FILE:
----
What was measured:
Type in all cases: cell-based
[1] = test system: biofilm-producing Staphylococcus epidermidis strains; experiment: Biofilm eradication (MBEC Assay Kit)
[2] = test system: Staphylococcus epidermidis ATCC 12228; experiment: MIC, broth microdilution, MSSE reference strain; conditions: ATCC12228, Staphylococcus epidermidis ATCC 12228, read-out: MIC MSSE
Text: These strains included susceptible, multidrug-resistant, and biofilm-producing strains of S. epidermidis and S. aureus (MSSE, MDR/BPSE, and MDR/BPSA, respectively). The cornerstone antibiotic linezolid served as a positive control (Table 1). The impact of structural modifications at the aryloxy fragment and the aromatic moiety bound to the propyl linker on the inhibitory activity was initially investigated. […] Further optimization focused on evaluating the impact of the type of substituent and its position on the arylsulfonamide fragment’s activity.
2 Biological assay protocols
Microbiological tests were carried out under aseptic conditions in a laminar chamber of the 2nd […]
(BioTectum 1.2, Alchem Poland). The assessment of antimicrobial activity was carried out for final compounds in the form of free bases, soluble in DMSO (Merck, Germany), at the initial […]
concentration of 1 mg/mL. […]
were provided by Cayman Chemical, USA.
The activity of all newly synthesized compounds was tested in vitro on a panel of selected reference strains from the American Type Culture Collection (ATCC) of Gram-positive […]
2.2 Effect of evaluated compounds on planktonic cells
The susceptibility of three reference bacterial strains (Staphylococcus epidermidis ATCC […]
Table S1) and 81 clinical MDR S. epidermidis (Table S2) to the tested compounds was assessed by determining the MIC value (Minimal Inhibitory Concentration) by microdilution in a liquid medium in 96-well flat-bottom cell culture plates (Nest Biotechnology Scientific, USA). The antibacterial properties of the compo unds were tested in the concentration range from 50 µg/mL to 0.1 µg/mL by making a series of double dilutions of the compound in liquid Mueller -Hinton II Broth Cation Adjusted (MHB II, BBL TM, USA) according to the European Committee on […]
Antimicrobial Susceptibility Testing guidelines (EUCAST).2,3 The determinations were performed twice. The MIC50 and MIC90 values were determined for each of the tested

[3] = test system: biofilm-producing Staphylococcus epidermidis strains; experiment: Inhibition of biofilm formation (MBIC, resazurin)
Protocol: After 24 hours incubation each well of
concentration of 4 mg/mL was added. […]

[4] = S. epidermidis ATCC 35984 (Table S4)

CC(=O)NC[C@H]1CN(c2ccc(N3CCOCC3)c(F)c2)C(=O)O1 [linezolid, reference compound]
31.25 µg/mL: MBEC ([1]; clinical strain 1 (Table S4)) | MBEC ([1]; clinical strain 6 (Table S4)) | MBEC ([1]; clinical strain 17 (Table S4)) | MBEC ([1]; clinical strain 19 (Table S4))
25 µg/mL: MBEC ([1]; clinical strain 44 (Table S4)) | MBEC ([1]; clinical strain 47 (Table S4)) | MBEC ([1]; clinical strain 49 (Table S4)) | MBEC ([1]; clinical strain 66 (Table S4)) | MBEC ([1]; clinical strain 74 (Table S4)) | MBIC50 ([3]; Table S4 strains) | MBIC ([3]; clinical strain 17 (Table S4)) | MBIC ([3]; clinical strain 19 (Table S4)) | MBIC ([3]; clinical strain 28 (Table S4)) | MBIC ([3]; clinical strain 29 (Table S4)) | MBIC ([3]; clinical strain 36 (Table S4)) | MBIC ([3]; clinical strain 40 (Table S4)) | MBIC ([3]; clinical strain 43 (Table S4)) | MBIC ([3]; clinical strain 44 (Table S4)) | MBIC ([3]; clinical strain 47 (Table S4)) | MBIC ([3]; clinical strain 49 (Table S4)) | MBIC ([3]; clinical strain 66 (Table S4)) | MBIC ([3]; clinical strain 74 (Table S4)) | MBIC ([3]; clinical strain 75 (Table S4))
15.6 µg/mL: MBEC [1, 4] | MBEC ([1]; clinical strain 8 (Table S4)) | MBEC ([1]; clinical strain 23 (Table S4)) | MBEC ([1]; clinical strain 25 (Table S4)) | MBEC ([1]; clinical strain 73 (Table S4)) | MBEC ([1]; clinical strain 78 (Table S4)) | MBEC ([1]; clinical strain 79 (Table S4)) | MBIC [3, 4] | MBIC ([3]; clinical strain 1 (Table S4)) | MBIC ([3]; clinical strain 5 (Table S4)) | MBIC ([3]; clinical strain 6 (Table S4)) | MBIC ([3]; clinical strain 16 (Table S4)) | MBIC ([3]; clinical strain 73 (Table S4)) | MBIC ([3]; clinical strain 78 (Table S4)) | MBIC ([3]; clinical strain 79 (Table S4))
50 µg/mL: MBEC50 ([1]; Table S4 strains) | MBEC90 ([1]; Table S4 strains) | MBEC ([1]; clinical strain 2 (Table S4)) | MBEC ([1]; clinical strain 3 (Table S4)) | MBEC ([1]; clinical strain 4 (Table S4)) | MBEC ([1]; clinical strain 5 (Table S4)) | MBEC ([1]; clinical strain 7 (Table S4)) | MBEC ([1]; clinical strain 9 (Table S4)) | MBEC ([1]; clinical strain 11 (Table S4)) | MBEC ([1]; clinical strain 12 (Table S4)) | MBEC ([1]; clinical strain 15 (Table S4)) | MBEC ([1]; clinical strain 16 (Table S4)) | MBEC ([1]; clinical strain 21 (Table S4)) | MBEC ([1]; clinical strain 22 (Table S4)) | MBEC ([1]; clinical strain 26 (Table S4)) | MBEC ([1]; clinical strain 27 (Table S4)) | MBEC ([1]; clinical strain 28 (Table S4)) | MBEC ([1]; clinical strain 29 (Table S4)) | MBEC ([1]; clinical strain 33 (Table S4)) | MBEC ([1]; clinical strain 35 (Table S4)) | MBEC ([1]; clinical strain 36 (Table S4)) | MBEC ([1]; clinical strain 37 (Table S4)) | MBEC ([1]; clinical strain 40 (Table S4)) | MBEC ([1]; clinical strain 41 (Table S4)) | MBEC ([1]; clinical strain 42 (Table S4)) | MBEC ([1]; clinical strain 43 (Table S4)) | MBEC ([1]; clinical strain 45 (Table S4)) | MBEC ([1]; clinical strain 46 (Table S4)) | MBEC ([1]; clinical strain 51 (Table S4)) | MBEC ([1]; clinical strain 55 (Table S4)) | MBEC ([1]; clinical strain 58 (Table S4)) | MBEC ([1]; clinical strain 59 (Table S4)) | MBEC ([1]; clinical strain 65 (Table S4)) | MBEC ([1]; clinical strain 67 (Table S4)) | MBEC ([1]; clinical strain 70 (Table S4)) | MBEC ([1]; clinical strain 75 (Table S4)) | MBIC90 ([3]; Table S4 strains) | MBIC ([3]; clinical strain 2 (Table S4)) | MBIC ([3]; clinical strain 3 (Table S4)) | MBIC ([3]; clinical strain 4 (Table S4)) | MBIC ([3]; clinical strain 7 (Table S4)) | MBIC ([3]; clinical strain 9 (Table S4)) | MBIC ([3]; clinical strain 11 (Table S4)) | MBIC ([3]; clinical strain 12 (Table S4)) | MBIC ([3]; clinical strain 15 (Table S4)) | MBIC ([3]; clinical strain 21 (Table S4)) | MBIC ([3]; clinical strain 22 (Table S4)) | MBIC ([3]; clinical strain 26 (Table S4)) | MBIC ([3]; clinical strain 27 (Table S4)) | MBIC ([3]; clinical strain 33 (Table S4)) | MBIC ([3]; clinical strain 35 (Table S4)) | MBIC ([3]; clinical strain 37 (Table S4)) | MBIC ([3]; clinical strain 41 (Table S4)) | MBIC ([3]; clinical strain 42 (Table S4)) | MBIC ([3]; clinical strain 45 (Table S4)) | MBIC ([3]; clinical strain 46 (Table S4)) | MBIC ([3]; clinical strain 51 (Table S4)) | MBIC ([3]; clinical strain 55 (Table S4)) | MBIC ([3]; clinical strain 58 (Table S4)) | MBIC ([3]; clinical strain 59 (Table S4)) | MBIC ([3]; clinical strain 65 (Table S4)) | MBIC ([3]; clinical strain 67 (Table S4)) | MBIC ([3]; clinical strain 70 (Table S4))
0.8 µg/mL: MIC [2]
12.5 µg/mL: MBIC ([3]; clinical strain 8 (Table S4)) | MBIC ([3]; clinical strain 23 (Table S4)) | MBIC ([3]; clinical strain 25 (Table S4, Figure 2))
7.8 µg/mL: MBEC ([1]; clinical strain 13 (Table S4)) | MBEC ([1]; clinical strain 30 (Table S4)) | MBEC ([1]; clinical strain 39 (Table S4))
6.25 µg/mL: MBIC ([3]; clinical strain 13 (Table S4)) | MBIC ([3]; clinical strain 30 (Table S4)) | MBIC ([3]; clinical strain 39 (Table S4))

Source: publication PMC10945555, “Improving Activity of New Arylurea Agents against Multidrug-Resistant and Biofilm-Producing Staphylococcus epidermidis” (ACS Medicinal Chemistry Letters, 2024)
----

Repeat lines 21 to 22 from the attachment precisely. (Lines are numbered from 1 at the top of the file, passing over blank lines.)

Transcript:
31.25 µg/mL: MBEC ([1]; clinical strain 1 (Table S4)) | MBEC ([1]; clinical strain 6 (Table S4)) | MBEC ([1]; clinical strain 17 (Table S4)) | MBEC ([1]; clinical strain 19 (Table S4))
25 µg/mL: MBEC ([1]; clinical strain 44 (Table S4)) | MBEC ([1]; clinical strain 47 (Table S4)) | MBEC ([1]; clinical strain 49 (Table S4)) | MBEC ([1]; clinical strain 66 (Table S4)) | MBEC ([1]; clinical strain 74 (Table S4)) | MBIC50 ([3]; Table S4 strains) | MBIC ([3]; clinical strain 17 (Table S4)) | MBIC ([3]; clinical strain 19 (Table S4)) | MBIC ([3]; clinical strain 28 (Table S4)) | MBIC ([3]; clinical strain 29 (Table S4)) | MBIC ([3]; clinical strain 36 (Table S4)) | MBIC ([3]; clinical strain 40 (Table S4)) | MBIC ([3]; clinical strain 43 (Table S4)) | MBIC ([3]; clinical strain 44 (Table S4)) | MBIC ([3]; clinical strain 47 (Table S4)) | MBIC ([3]; clinical strain 49 (Table S4)) | MBIC ([3]; clinical strain 66 (Table S4)) | MBIC ([3]; clinical strain 74 (Table S4)) | MBIC ([3]; clinical strain 75 (Table S4))